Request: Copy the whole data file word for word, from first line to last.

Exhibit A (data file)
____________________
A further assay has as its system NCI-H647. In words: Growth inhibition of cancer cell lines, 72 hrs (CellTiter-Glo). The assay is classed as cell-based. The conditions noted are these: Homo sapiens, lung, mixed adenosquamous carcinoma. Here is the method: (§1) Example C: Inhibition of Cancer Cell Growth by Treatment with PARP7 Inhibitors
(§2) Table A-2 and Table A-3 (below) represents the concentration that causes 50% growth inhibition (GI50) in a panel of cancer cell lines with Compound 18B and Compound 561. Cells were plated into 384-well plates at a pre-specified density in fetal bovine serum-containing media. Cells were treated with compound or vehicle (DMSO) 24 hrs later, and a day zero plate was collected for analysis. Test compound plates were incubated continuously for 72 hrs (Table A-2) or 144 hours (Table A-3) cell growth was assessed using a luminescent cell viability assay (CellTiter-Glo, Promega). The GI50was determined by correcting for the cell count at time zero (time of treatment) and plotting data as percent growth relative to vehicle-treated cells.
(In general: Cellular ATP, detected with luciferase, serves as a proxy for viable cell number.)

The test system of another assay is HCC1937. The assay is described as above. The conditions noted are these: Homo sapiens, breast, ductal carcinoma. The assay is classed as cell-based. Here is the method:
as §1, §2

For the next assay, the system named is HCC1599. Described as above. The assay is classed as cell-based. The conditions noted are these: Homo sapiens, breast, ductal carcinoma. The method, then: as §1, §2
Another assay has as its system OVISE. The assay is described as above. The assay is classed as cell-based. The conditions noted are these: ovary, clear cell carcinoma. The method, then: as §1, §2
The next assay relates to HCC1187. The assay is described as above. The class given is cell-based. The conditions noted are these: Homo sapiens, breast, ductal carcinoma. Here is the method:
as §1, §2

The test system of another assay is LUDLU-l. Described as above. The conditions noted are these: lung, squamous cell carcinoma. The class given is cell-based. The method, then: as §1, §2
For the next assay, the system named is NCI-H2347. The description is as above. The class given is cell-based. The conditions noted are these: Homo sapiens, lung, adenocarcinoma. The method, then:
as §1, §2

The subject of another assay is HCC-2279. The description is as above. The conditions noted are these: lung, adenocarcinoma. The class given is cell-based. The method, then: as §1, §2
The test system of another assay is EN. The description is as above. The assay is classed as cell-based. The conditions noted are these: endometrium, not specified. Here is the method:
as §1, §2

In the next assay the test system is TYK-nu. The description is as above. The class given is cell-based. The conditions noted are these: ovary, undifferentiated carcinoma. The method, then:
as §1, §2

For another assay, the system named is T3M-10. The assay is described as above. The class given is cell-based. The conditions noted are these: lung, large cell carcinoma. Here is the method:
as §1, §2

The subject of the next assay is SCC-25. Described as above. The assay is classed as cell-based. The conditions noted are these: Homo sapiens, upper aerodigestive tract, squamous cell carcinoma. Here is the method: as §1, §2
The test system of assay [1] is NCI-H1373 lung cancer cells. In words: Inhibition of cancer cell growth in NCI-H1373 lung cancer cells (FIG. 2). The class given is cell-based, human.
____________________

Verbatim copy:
A further assay has as its system NCI-H647. In words: Growth inhibition of cancer cell lines, 72 hrs (CellTiter-Glo). The assay is classed as cell-based. The conditions noted are these: Homo sapiens, lung, mixed adenosquamous carcinoma. Here is the method: (§1) Example C: Inhibition of Cancer Cell Growth by Treatment with PARP7 Inhibitors
(§2) Table A-2 and Table A-3 (below) represents the concentration that causes 50% growth inhibition (GI50) in a panel of cancer cell lines with Compound 18B and Compound 561. Cells were plated into 384-well plates at a pre-specified density in fetal bovine serum-containing media. Cells were treated with compound or vehicle (DMSO) 24 hrs later, and a day zero plate was collected for analysis. Test compound plates were incubated continuously for 72 hrs (Table A-2) or 144 hours (Table A-3) cell growth was assessed using a luminescent cell viability assay (CellTiter-Glo, Promega). The GI50was determined by correcting for the cell count at time zero (time of treatment) and plotting data as percent growth relative to vehicle-treated cells.
(In general: Cellular ATP, detected with luciferase, serves as a proxy for viable cell number.)

The test system of another assay is HCC1937. The assay is described as above. The conditions noted are these: Homo sapiens, breast, ductal carcinoma. The assay is classed as cell-based. Here is the method:
as §1, §2

For the next assay, the system named is HCC1599. Described as above. The assay is classed as cell-based. The conditions noted are these: Homo sapiens, breast, ductal carcinoma. The method, then: as §1, §2
Another assay has as its system OVISE. The assay is described as above. The assay is classed as cell-based. The conditions noted are these: ovary, clear cell carcinoma. The method, then: as §1, §2
The next assay relates to HCC1187. The assay is described as above. The class given is cell-based. The conditions noted are these: Homo sapiens, breast, ductal carcinoma. Here is the method:
as §1, §2

The test system of another assay is LUDLU-l. Described as above. The conditions noted are these: lung, squamous cell carcinoma. The class given is cell-based. The method, then: as §1, §2
For the next assay, the system named is NCI-H2347. The description is as above. The class given is cell-based. The conditions noted are these: Homo sapiens, lung, adenocarcinoma. The method, then:
as §1, §2

The subject of another assay is HCC-2279. The description is as above. The conditions noted are these: lung, adenocarcinoma. The class given is cell-based. The method, then: as §1, §2
The test system of another assay is EN. The description is as above. The assay is classed as cell-based. The conditions noted are these: endometrium, not specified. Here is the method:
as §1, §2

In the next assay the test system is TYK-nu. The description is as above. The class given is cell-based. The conditions noted are these: ovary, undifferentiated carcinoma. The method, then:
as §1, §2

For another assay, the system named is T3M-10. The assay is described as above. The class given is cell-based. The conditions noted are these: lung, large cell carcinoma. Here is the method:
as §1, §2

The subject of the next assay is SCC-25. Described as above. The assay is classed as cell-based. The conditions noted are these: Homo sapiens, upper aerodigestive tract, squamous cell carcinoma. Here is the method: as §1, §2
The test system of assay [1] is NCI-H1373 lung cancer cells. In words: Inhibition of cancer cell growth in NCI-H1373 lung cancer cells (FIG. 2). The class given is cell-based, human.